HAYES: Last question, we think there was a monthly retainer along with the success fee right? He's not doing it for free on contingency.
ROTHFELD: Right. Yes, we reported that the contract has -- and we don't know the amount of that but some of his retainers were in you know, $50,000 a month range.
HAYES: You can buy a lot of suits with that money. Michael Rothfeld, great reporting. Thanks for being here tonight. All right, next a major blow to the defensive Paul Manafort today and why the judge doesn't want to hear any more about Manafort's taste in suits, speaking of that. That story next.
HAYES: In day three of the trial of Donald Trump's former campaign Manager Paul Manafort, the prosecution went straight at the central theory of the Manafort defense team at least laid out in their opening arguments that Manafort was basically ignorant of his own finances, that he left into others to make decisions for him hence, he's not criminally liable for his omissions and his behavior. Today the prosecution rebutted that argument by putting Manafort's longtime bookkeeper Heather Washkuhn on the stand and she testified that "he was very detail-oriented. He'd approved every penny of anything that we paid for."
Earlier in the day, prosecutors submitted more evidence of Manafort's lavish spending. One witness saying that at Manafort's Hamptons home there was "a huge flowerbed that was all white flowers with red flowers and it's shaped like an M. Well, that's nice, you'll know what home you're at. And of course, lots and lots of super pricey suits though the judge would not admit all the prosecution's photos of Manafort's wildly expensive clothing saying it could prejudice the jury, just sampling to get a taste.
The other big development today is that the star witness who then wasn't going to be the star witness maybe back to being a star witness again. I speak of course of Rick Gates. There was a moment of shock yesterday. One of the prosecutors said that Gates, Manafort's former business partner who also works for the Trump campaign might not be called as a witness. Today another prosecutor seemed to put that possibility to rest saying "we have every intention to call him as a witness.
To go through the day's developments I'm joined by former Federal Prosecutor Elie Honig and NBC News Intelligence and National Security Reporter Ken Dilanian who witnessed today's proceedings inside the courthouse. Ken, what do you see today?
KEN DILANIAN, NBC NEWS INTELLIGENCE AND NATIONAL SECURITY REPORTER: Well, Chris, we've been talking about Rick Gates as potentially the star witness but I'm not sure this bookkeeper Heather Washkuhn won't turn out to be if not the star witness a very important witness. And she was important in the incriminating information she offered about Paul Manafort. But she's also important for those of us who are watching this trial to learn what it might mean for the larger Russia investigation because she really painted in stark terms a picture of Paul Manafort flat broke by 2016, in fact, deeply in debt. His company lost $1.6 million, Chris, in 2016. That's the same year he joined the Trump campaign where he was working for free.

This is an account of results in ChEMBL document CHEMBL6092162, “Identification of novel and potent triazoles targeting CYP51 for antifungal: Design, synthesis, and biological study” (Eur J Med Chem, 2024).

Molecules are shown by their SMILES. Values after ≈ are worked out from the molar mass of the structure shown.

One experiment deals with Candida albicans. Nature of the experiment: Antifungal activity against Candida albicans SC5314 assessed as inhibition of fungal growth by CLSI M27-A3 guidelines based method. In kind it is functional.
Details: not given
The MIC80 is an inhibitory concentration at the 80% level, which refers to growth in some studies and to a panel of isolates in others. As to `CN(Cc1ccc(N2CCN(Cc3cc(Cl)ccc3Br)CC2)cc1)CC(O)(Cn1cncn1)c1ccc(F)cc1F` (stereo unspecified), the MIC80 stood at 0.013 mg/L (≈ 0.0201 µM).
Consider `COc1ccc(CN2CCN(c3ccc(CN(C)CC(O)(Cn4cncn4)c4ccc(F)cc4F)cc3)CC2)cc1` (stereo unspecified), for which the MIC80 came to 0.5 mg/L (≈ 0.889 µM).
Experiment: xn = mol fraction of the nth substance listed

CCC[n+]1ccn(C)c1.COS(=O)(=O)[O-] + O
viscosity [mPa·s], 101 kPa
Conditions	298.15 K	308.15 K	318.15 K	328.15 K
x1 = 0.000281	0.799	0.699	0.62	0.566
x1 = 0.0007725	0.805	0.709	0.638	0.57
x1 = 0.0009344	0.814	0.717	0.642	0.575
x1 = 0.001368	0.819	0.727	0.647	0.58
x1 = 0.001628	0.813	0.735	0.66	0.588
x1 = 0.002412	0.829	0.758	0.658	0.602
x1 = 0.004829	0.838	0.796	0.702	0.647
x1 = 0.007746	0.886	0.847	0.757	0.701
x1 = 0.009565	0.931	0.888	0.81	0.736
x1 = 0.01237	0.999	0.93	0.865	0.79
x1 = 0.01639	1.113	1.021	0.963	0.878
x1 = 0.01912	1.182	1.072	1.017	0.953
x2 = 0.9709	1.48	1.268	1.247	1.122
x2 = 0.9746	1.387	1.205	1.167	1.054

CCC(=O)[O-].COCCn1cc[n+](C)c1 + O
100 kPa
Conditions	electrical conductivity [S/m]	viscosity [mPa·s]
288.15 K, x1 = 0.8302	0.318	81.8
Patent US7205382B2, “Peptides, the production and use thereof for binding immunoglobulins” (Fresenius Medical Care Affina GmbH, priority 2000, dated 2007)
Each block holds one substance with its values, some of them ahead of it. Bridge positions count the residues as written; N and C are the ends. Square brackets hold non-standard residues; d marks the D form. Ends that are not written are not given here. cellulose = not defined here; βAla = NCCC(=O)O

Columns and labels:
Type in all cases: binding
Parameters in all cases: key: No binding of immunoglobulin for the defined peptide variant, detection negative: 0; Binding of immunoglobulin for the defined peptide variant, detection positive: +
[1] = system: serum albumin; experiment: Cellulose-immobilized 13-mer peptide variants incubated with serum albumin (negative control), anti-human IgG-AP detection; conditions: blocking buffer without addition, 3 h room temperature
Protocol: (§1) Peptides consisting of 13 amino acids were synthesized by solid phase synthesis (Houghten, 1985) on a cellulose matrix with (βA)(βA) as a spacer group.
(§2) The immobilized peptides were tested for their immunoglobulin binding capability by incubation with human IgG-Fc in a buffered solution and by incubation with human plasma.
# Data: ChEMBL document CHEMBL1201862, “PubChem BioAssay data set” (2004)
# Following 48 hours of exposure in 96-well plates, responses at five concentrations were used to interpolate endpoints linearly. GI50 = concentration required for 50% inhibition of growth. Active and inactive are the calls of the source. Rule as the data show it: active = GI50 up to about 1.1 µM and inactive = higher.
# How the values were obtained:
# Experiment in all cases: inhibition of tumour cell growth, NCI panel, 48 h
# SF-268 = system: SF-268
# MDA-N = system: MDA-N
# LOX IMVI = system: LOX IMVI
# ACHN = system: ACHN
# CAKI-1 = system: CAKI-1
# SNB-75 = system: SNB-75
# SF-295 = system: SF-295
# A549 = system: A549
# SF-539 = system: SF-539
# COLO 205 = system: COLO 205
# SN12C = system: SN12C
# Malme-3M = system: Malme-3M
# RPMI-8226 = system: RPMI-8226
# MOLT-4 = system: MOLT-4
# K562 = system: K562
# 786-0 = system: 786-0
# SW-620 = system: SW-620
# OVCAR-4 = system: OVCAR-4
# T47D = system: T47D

And so here you have Paul Manafort, Chairman of the Trump Campaign in debt we know to a Russian oligarch Oleg Deripaska, close ties to another person Konstantin Kilimnik who's been identified by Mueller as having ties to Russian intelligence. We really need to ask ourselves how desperate was man afford and what was he willing to do while he was the Chairman of the Trump campaign and the Russians were circling and trying to influence the election. Now, none of that's going to come up in the trial but that was the most interesting thought that I had today listening to this --
Because the bookkeeper says basically with Yanukovich, Viktor Yanukovich who is his big client, who is, of course, the Russian aligned ruler of the Ukraine who has to flee his -- in -- veyr quickly, that when he -- that when that golden goose essentially goes away, that all of a sudden Manafort finds himself broke and terrified, and that's just a few months, if I'm correct, right, a few months before he joins the campaign he's in that situation?
DILANIAN: Well, it was a gradual decent. Yanukovich fled to Russia in 2014. So, that's -- the spigot started to turn off. 2015 was a very bad year for Manafort and his partner. By 2016, they were having trouble paying their health insurance bills. I mean, and it is not really clear why Manafort, a well-known political consultant, was unable to generate any other income, but there we are. He was in desperate straits.
And there was also information that she provided that they started to defraud banks at that time by overstating, by sort of making up, essentially, income on their balance sheets in order to get loans on some of the properties that Manafort owned.